1837, P.S. Great Western


Paddle Steamers 1812-1924

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The SS Great Western was to be an extension of Brunel’s Great Western Railway: passengers from London to Bristol by train and on to New York by ship. The Great Western had an iron-bound oak hull, two decks, four masts, a single steam funnel and a figurehead in the shape of Neptune. Built by William Patterson at Wapping Wharf (now Prince’s Wharf) in Bristol, she was the largest steam ship. Her keel was laid on 28th July 1836. When launched in 1837 she sailed to the River Thames in London to be fitted with 2 side-lever steam engines and four flue-type boilers. The engine room was 24.5m long and the engines generated 560kW. She had sails for auxiliary power and, in rough seas, to steady the ship. She competed successfully for the blue riband and completed 45 transatlantic crossings in eight years. In 1846 she was laid up in Liverpool before sale to the Royal Mail Steam Packet Company for £25,000 in 1847 (apparently to pay for refloating Brunel’s SS Great Britain that had run aground off Ireland). She then plied between Southampton and the West Indies for the British Royal Mail. During 1854-55 she was used for troop transport in the Crimean War (1853-56). The Great Western was scrapped in October 1856 on Baltic Wharf by the Thames at Vauxhall, London.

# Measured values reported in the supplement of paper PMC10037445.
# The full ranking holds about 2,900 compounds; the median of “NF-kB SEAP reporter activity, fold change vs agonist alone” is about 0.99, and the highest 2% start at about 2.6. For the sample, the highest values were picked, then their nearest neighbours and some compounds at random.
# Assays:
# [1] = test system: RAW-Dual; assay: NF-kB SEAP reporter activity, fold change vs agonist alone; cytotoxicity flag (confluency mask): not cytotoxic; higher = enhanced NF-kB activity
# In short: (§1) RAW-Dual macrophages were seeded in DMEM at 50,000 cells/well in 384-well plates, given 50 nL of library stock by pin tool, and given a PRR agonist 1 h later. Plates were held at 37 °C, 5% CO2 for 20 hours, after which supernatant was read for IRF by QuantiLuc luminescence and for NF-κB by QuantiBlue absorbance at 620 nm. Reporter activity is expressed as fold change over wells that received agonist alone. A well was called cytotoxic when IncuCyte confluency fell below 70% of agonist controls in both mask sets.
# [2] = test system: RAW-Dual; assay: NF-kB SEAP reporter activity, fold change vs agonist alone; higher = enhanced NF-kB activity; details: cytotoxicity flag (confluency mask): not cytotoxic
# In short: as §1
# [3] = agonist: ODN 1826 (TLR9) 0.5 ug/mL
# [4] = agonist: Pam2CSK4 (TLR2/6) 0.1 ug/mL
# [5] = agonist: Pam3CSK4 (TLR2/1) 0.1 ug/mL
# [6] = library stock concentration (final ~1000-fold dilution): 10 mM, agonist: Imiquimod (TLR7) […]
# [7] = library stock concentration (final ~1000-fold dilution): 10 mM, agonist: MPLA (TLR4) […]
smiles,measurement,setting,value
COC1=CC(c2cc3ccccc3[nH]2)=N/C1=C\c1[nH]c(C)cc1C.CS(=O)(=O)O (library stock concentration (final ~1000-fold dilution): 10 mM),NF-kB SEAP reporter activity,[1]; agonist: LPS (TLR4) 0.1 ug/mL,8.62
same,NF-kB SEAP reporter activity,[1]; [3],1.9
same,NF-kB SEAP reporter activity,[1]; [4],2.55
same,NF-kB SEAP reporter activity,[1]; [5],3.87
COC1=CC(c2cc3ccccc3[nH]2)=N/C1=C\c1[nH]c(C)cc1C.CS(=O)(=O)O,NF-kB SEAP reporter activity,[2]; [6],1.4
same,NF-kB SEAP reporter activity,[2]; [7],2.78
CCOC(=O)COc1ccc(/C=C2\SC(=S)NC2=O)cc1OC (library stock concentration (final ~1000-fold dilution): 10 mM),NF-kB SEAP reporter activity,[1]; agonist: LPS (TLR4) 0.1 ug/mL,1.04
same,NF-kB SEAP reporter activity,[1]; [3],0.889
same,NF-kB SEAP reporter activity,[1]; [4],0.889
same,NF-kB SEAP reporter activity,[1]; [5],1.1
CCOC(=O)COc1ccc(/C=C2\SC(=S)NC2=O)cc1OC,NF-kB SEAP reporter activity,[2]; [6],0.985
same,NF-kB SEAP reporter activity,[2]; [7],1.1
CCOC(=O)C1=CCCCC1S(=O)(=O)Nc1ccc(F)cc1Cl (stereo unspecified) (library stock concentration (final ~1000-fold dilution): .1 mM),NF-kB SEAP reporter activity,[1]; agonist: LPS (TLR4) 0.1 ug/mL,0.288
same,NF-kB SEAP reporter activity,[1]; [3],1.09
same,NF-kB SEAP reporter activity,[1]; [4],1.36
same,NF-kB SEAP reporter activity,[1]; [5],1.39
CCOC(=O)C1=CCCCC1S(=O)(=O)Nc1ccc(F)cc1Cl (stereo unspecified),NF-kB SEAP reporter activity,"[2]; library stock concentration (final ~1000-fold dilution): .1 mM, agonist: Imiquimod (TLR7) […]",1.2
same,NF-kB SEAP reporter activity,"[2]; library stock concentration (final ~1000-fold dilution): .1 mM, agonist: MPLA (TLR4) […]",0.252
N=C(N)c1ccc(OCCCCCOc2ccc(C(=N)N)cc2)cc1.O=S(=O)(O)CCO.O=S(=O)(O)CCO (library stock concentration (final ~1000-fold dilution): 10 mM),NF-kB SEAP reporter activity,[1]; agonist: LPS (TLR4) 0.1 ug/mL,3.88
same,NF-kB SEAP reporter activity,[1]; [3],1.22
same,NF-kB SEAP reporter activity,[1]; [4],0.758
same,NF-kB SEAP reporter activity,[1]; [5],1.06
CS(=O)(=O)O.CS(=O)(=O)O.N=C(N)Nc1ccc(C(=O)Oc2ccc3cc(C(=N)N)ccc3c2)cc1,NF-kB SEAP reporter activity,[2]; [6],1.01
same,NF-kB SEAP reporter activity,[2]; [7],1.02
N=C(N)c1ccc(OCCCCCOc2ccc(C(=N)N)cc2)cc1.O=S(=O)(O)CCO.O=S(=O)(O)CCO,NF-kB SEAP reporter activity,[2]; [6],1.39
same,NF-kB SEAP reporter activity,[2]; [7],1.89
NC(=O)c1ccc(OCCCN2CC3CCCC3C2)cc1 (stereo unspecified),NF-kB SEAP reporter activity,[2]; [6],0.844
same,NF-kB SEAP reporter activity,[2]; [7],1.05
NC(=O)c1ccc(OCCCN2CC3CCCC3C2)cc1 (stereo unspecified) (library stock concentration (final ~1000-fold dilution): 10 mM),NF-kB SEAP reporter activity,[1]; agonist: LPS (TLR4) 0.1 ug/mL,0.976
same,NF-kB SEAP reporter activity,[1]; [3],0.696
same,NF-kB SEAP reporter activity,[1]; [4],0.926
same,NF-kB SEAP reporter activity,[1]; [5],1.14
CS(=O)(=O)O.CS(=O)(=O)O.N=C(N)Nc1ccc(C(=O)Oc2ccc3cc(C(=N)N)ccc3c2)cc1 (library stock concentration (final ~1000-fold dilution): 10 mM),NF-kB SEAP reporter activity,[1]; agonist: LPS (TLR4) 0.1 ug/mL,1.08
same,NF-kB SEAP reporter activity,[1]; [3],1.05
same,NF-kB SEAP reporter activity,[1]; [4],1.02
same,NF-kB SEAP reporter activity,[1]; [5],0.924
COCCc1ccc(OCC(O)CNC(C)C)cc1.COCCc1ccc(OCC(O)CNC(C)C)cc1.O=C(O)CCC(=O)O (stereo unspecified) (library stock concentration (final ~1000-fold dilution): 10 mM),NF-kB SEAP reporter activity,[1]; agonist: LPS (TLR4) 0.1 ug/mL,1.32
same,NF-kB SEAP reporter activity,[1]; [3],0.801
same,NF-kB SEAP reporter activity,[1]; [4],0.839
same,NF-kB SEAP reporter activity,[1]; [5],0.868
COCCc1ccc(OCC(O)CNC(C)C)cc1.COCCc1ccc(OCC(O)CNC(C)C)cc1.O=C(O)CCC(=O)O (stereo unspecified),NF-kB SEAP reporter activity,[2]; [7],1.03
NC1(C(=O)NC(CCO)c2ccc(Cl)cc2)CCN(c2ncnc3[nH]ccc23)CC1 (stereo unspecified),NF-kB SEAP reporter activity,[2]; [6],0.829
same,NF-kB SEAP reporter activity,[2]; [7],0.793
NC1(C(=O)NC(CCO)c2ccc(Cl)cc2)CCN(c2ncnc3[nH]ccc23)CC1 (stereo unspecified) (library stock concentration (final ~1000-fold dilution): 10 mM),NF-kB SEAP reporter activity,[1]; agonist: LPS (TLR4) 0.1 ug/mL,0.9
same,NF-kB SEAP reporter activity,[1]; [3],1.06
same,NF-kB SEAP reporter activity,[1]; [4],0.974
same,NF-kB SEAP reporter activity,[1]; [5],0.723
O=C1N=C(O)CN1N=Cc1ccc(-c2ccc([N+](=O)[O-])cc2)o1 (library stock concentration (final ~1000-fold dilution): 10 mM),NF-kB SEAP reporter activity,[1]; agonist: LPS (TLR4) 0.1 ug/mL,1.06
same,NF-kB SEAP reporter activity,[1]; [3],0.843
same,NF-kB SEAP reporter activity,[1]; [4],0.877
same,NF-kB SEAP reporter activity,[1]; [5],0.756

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Dimensions 47.5 × 34.5 cm